Thrilling History of Black Excellence in Our National Parks

In every facet of American life -from exploration; conquest; defense; economy; resistance; conservation and the pursuit of human rights – I can show you a unit of the National Park System where the event took place, where African Americans made the...

AFRICAN AMERICANS IN THE NEWS

NC Central coach apologizes for social media post after his team's QB was hurt in HBCU Legacy Bowl

DURHAM, N.C. (AP) — North Carolina Central coach Trei Oliver has apologized for the example he set in a social media post, although he remains angry at coaches in the HBCU Legacy Bowl after his team's quarterback was injured while running the ball in the all-star game. Eagles...

Man gets life in prison after pleading guilty in the sexual assaults of 4 women in their Texas homes

McKINNEY, Texas (AP) — A man was sentenced to life in prison after pleading guilty in the attacks of four women who were sexually assaulted in their homes throughout the Dallas area, including three women who were alumnae of the same national Black sorority. Jeffery Lemor Wheat, 52,...

UC Berkeley officials denounce protest that forced police to evacuate Jewish event for safety

Leaders of the University of California, Berkeley, have denounced a protest against an event organized by Jewish students that forced police to evacuate attendees and a speaker from Israel for their safety after demonstrators broke through doors. A criminal investigation has begun,...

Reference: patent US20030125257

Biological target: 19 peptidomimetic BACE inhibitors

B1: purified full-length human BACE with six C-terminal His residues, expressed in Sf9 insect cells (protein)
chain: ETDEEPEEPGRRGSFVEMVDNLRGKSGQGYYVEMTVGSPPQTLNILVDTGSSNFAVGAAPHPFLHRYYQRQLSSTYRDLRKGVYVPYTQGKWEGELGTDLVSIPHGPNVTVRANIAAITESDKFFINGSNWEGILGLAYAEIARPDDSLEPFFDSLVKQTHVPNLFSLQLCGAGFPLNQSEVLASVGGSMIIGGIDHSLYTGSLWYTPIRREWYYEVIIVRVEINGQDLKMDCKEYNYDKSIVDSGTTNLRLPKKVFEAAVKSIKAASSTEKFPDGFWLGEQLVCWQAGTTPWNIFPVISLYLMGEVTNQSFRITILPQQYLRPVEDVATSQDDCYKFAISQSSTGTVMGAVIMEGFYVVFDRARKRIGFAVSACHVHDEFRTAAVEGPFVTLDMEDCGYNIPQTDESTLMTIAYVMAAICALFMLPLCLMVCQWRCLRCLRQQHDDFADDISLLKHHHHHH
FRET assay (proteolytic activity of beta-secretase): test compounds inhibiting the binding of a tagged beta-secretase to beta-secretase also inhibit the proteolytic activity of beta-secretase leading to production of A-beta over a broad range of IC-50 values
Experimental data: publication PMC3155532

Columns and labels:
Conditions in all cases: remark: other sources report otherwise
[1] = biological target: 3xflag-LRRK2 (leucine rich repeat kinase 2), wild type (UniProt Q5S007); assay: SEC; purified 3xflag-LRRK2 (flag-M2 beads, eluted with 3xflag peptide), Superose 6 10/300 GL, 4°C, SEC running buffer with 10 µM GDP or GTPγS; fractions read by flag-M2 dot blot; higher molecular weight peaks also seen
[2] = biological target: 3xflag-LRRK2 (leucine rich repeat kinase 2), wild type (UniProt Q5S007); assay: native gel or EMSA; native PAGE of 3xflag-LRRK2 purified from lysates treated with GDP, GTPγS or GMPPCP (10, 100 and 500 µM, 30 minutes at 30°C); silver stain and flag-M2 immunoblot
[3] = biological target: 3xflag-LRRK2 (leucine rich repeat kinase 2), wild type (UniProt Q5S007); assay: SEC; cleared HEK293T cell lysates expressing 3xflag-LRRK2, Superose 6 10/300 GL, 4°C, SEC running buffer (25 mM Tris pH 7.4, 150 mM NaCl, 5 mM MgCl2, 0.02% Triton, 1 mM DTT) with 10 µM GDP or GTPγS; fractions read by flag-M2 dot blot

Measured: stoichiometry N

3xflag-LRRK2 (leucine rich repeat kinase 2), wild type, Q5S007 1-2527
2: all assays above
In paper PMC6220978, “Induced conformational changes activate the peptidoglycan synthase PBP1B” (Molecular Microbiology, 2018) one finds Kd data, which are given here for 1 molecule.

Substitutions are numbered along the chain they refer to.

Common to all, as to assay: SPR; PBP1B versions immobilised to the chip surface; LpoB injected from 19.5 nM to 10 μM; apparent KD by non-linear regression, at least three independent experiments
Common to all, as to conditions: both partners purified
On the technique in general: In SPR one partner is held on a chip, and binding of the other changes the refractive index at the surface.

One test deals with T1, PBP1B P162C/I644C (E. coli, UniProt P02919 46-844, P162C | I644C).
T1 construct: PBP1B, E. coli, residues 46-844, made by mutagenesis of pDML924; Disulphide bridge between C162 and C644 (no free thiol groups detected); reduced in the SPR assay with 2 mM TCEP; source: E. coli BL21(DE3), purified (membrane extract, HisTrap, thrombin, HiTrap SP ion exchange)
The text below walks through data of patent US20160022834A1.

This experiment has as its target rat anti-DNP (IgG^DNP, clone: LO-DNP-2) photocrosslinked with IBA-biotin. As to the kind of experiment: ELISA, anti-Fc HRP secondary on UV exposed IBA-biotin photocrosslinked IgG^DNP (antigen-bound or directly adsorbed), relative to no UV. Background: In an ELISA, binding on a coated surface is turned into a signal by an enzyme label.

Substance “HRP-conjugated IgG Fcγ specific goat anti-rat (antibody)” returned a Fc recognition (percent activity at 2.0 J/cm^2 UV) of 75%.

ENTERTAINMENT

Music Review: Ex-Kiss guitarist Ace Frehley is back with another great solo album

No shock here: Ace Frehley has still got the power. The former Kiss guitarist whose vocal debut came on 1977's “Shock Me” is back with “10,000 Volts,” a new solo album that's crackling with energy and personality. The title track is another electricity-themed...

Music Review: MGMT's 'Loss of Life' is a nostalgic return full of hope and heart

They say trends make a cyclical comeback every 20 years. We saw it recently in the revival of Y2K style that emerged with Gen-Zers returning to parties post-pandemic wearing claw clips, mini skirts and baby tees. Now, as we barrel into the mid-2020s, it's about time for an aesthetic that...

Movie Review: Writer-director Julio Torres proves a storyteller to cheer with awesome 'Problemista'

The hero of “Problemista” sees the world differently. He's an aspiring toy designer named Alejandro who thinks today's toys are too fun. He proposes a toy truck with a deflating tire to teach kids they’re running out of time. Alejandro is the creation of Julio Torres, who stars,...

U.S. & WORLD NEWS

Can conservative Latin American populists motivate the Hispanic vote? Republicans are counting on it

OXON HILL, Md. (AP) — On a recent evening outside Washington, the president of Argentina had the eyes and ears...

Idaho halts execution by lethal injection after 8 failed attempts to insert IV line

KUNA, Idaho (AP) — Idaho halted the execution of serial killer Thomas Eugene Creech on Wednesday after medical...

French Senate approves a bill to make abortion a constitutional right

PARIS (AP) — France’s Senate on Wednesday adopted a bill to enshrine a woman’s right to an abortion in the...

Activists urge Nigeria to delay Shell's [scripts/homepage/home.php].4 billion sale of assets in deeply polluted Niger Delta

ABUJA, Nigeria (AP) — Local activists and international environmental groups want Nigeria's government to delay...

Soviet ex-premier Nikolai Ryzhkov, who vainly tried to prevent USSR's economic meltdown, dies at 94

MOSCOW (AP) — Nikolai Ryzhkov, a former Soviet prime minister who presided over botched efforts to shore up the...

UN hands over 1st military base in Congo to begin its drawdown after decades in the country